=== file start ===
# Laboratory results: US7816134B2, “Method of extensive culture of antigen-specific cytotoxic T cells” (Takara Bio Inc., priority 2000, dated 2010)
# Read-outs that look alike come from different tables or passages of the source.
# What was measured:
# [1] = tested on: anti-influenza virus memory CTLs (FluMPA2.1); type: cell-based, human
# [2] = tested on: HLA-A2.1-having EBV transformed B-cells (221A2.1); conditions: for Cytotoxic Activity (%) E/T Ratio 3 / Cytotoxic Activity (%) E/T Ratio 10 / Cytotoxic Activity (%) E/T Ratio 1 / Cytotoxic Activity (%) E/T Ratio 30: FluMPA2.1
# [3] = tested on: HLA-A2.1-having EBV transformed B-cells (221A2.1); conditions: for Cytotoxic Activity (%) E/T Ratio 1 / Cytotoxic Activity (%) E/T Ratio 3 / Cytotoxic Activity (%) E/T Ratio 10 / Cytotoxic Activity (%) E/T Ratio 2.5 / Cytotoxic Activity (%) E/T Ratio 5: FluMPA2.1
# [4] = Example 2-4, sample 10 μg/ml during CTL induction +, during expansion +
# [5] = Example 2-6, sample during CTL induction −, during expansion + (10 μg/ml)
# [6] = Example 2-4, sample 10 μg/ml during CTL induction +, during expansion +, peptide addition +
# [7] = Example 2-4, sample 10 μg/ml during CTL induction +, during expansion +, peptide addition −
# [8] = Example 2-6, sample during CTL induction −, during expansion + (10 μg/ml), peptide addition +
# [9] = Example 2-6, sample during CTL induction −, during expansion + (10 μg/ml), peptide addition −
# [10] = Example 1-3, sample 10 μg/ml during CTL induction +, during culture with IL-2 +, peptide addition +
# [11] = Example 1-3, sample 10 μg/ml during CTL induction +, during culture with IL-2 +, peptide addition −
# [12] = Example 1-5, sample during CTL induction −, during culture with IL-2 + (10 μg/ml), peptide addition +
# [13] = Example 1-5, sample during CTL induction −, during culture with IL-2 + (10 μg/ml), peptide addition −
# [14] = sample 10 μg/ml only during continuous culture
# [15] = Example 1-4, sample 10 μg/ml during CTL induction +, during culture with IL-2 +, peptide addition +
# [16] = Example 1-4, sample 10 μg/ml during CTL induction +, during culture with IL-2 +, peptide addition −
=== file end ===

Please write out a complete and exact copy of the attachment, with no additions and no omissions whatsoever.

# Laboratory results: US7816134B2, “Method of extensive culture of antigen-specific cytotoxic T cells” (Takara Bio Inc., priority 2000, dated 2010)
# Read-outs that look alike come from different tables or passages of the source.
# What was measured:
# [1] = tested on: anti-influenza virus memory CTLs (FluMPA2.1); type: cell-based, human
# [2] = tested on: HLA-A2.1-having EBV transformed B-cells (221A2.1); conditions: for Cytotoxic Activity (%) E/T Ratio 3 / Cytotoxic Activity (%) E/T Ratio 10 / Cytotoxic Activity (%) E/T Ratio 1 / Cytotoxic Activity (%) E/T Ratio 30: FluMPA2.1
# [3] = tested on: HLA-A2.1-having EBV transformed B-cells (221A2.1); conditions: for Cytotoxic Activity (%) E/T Ratio 1 / Cytotoxic Activity (%) E/T Ratio 3 / Cytotoxic Activity (%) E/T Ratio 10 / Cytotoxic Activity (%) E/T Ratio 2.5 / Cytotoxic Activity (%) E/T Ratio 5: FluMPA2.1
# [4] = Example 2-4, sample 10 μg/ml during CTL induction +, during expansion +
# [5] = Example 2-6, sample during CTL induction −, during expansion + (10 μg/ml)
# [6] = Example 2-4, sample 10 μg/ml during CTL induction +, during expansion +, peptide addition +
# [7] = Example 2-4, sample 10 μg/ml during CTL induction +, during expansion +, peptide addition −
# [8] = Example 2-6, sample during CTL induction −, during expansion + (10 μg/ml), peptide addition +
# [9] = Example 2-6, sample during CTL induction −, during expansion + (10 μg/ml), peptide addition −
# [10] = Example 1-3, sample 10 μg/ml during CTL induction +, during culture with IL-2 +, peptide addition +
# [11] = Example 1-3, sample 10 μg/ml during CTL induction +, during culture with IL-2 +, peptide addition −
# [12] = Example 1-5, sample during CTL induction −, during culture with IL-2 + (10 μg/ml), peptide addition +
# [13] = Example 1-5, sample during CTL induction −, during culture with IL-2 + (10 μg/ml), peptide addition −
# [14] = sample 10 μg/ml only during continuous culture
# [15] = Example 1-4, sample 10 μg/ml during CTL induction +, during culture with IL-2 +, peptide addition +
# [16] = Example 1-4, sample 10 μg/ml during CTL induction +, during culture with IL-2 +, peptide addition −